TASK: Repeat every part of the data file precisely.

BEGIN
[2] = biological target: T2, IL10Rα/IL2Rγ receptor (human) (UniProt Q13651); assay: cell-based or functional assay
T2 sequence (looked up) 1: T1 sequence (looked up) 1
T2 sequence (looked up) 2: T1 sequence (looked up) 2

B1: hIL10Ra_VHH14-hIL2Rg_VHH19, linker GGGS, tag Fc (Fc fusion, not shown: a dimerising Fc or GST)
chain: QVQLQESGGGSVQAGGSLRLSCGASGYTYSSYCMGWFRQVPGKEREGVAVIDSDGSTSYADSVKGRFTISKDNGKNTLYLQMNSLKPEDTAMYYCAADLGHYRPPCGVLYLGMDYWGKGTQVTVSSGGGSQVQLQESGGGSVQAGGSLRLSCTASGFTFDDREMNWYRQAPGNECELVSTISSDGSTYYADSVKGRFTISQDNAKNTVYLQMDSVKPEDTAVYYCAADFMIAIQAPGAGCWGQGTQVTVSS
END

[2] = biological target: T2, IL10Rα/IL2Rγ receptor (human) (UniProt Q13651); assay: cell-based or functional assay
T2 sequence (looked up) 1: T1 sequence (looked up) 1
T2 sequence (looked up) 2: T1 sequence (looked up) 2

B1: hIL10Ra_VHH14-hIL2Rg_VHH19, linker GGGS, tag Fc (Fc fusion, not shown: a dimerising Fc or GST)
chain: QVQLQESGGGSVQAGGSLRLSCGASGYTYSSYCMGWFRQVPGKEREGVAVIDSDGSTSYADSVKGRFTISKDNGKNTLYLQMNSLKPEDTAMYYCAADLGHYRPPCGVLYLGMDYWGKGTQVTVSSGGGSQVQLQESGGGSVQAGGSLRLSCTASGFTFDDREMNWYRQAPGNECELVSTISSDGSTYYADSVKGRFTISQDNAKNTVYLQMDSVKPEDTAVYYCAADFMIAIQAPGAGCWGQGTQVTVSS